- The Washington Times - Friday, November 29, 2002

"Extreme Ops" is self-consciously atrocious. As long as you know that going in, this adrenaline junkie's cinematic fix could serve as an amusing, mercifully short diversion.
That is the most generous thing to be said of this nonmovie, a boring and lifeless window into the subculture of "extreme sports" such as snowboarding and white-water kayaking.
The stunts are amateurishly edited. The acting is unintentionally funny. The dialogue would have trouble engaging a smart fifth-grader.
And the "plot." One hesitates to use such a word to describe the used tissue of a story, unpromisingly authored by first-time screenwriter Michael Zaidan, that accompanies the daredevil action scenes. The kind of action, dude, that's, like, so rad.
Briefly, a derring-do crew of short-filmmakers heads to the Austrian Alps to make a TV commercial for a Japanese digital camera company that captures snowboarders outpacing an avalanche.
They wind up blowing the cover of a buffoonish Serbian war criminal in hiding the ridiculously named Slobavan Pavle (Klaus Lowitsch). That's Slobavan, only a couple letters away from Slobodan, as in Slobodan Milosevic.
Sophisticated reader, can you be counted on to apprehend such a subtle hint? Could Osami or Sadaan be far behind?
To be fair, "Extreme Ops" does feature some mildly exciting footage of snowboard stuntmen negotiating vertiginously steep slopes and rumbling avalanches.
It's not breathtaking by any means, but it's preferable to enduring the film's paltry excuse for human "drama," with the actors set against bleedingly obvious blue-screen imaging.
One of the most unfortunate things about "Extreme Ops" is the way it wastes fine talent. Playing Ian, the TV crew's unflappably suave director, is Rufus Sewell, a British actor who performed opposite Emma Thompson in "Cold Comfort Farm" and starred in the BBC adaptation of "Middlemarch."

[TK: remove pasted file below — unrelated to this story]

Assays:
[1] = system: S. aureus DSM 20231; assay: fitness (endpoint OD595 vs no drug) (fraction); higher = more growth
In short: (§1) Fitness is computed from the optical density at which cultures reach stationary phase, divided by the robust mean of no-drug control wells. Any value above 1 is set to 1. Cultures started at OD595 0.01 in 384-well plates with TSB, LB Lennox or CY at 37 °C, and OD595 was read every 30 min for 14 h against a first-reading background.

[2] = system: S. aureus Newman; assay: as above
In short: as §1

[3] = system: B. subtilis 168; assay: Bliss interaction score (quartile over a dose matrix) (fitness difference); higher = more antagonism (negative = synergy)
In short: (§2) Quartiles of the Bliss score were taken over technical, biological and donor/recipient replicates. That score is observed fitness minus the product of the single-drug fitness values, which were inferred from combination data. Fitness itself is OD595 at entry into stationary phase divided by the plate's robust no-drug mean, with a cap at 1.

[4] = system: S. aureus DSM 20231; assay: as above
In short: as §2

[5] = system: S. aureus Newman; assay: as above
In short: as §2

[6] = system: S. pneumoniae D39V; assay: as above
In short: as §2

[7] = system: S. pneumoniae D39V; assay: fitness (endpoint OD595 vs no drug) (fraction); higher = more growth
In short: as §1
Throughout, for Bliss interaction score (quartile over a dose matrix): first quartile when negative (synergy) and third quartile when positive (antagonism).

Another Briton, Rupert Graves, sporting a decent American accent, portrays Jeffrey, the team's pampered prima donna producer. Mr. Graves has been seen most recently on the Broadway stage, appearing this year in "The Elephant Man."
Both actors far outclass this juvenile movie, and one hopes they were paid handsomely for demeaning themselves.
The rest of the cast is an embarrassment: They belong on Saturday-morning television.
There's the startlingly gaunt Bridgette Wilson-Sampras (wife of tennis champ Pete Sampras) as Chloe, a conventional gold medalist downhill skier who takes on the perilous Alpine slopes.
Her role as Adam Sandler's teacher in "Billy Madison" looks inspiring by comparison.
Joe Absolom, a young British actor, and Jana Pallaske, a German making her American film debut, play Silo and Kittie, two devil-may-care snowboard jockeys. If either is capable of uttering words with more than one syllable, you'd never know it after seeing this movie.
Canadian director Christian Duguay personally tackled much of the on-slope steadicam work, and, as a former TV commercial director, apparently modeled the Ian character after himself.
Mr. Duguay should stick to TV ads. None of the characters is worth paying attention to for more than 30 seconds: They are merely human props for what should have been an ESPN documentary.
The film obviously is targeted to male teenagers, what with its constantly booming electronic house music and ham-handed attempts at sexual humor (such as a quick truth-or-dare kiss between Miss Wilson-Sampras and Miss Pallaske).
Still, "Extreme Ops" is an insult even to that young, skittishly hormonal demographic.

TITLE: "Extreme Ops"
RATING: PG-13 (occasional profanity, fleeting comical nudity)
CREDITS: Directed by Christian Duguay
RUNNING TIME: 93 minutes

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